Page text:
Antitrust Director Signals Heightened Focus On Deterring No-Poach Agreements In Healthcare Industry
As we have reported in previous articles, the Department of Justice’s Antitrust Division has repeatedly reaffirmed its intent to criminally prosecute companies that restrict labor market competition through the use of unlawful no-poach and wage-fixing agreements. On May 17, 2018, a high-ranking Division official offered further guidance by announcing that the Division is taking a heightened look at unlawful no-poach agreements and other antitrust violations in the healthcare industry.
Antitrust Enforcement Policy In The Trump Era
On October 20, 2016, the DOJ and Federal Trade Commission released Antitrust Guidance for Human Resource Professionals, stating that agreements between companies to either prevent hiring from their respective workforces, or set artificial limitations on employee wages, would be subject to criminal prosecution if such agreements are not reasonably tied to a larger, legitimate collaboration between the companies (see our related article, dated November 9, 2016). Approximately fifteen months later, on January 19, 2018, Assistant Attorney General Makan Delrahim confirmed that such Guidance remained in effect under the Trump Administration, and signaled that multiple enforcement actions were in the works (see our related article, dated January 25, 2018).
The Division partially delivered on that promise when, on April 3, 2018, it filed a consent agreement with two rail equipment supplier for maintaining purported naked no-poach agreements over a period of several years (see our related article, dated April 25, 2018). Although the nature of that enforcement action was civil rather than criminal, the Division explained that it exercised such lenience only because the defendants discontinued the unlawful arrangements before the Division published its Antitrust Guidance. Further, in a Division update dated April 11, 2018, which included a summary of the case, the Division offered the following warning:
Market participants are on notice: the Division intends to zealously enforce the antitrust laws in labor markets and aggressively pursue information on additional violations to identify and end anticompetitive no-poach agreements that harm employees and the economy.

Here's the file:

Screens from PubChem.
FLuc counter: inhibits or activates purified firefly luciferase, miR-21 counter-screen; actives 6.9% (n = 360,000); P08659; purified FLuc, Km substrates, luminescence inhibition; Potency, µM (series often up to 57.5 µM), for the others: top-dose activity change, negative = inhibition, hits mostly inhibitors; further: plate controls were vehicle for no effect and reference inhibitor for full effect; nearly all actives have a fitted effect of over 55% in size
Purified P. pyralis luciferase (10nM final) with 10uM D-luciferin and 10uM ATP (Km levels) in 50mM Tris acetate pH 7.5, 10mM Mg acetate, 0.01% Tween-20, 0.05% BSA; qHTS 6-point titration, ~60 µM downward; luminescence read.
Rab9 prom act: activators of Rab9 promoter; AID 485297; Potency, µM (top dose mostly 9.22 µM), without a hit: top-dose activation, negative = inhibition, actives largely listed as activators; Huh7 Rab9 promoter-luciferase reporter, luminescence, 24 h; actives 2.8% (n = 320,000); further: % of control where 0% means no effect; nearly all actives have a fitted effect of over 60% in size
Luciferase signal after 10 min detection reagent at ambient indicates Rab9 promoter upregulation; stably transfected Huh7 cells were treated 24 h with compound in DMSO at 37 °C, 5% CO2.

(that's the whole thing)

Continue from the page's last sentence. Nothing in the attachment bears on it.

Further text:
Antitrust Official Offers An Update On Anticipated Enforcement Measures
On May 17, 2018, in remarks delivered at the American Bar Association’s Antitrust in Healthcare Conference, the Deputy Assistant Attorney General for the DOJ, Barry Nigro, reiterated the Division’s intent to initiate criminal enforcement actions in the near future, including in connection with unlawful no-poach agreements. Mr. Nigro further announced that during the week of May 7, 2018, the Division welcomed a new Acting Deputy Assistant Attorney General for criminal enforcement. It is unclear from Mr. Nigro’s remarks whether there is any relationship between this change in leadership and the lack of any criminal actions to date.
In addition to signaling its general intent to initiate criminal enforcement actions, Mr. Nigro stated that the Division was placing priority status on violations in the healthcare industry. As Mr. Nigro explained, “few, if any, segments of our economy merit higher priority when it comes to antitrust enforcement, and healthcare has long been an enforcement priority for the Antitrust Division and our friends at the Federal Trade Commission.”
The bulk of Mr. Nigro’s speech was focused on consumer-related antitrust violations, like price fixing, bid rigging, and customer allocation agreements, as well as mergers that likely would lead to increased costs and reduced quality of medical care. In fact, he made just one passing reference to violations affecting the labor market, stating that the Division is “investigating other potential criminal antitrust violations in this industry, including … no-poach agreements restricting competition for employees.” Therefore, one can only speculate as to when the Division will initiate criminal enforcement actions in connection with a no-poach and/or wage-fixing agreement, as well as which industry will be targeted first.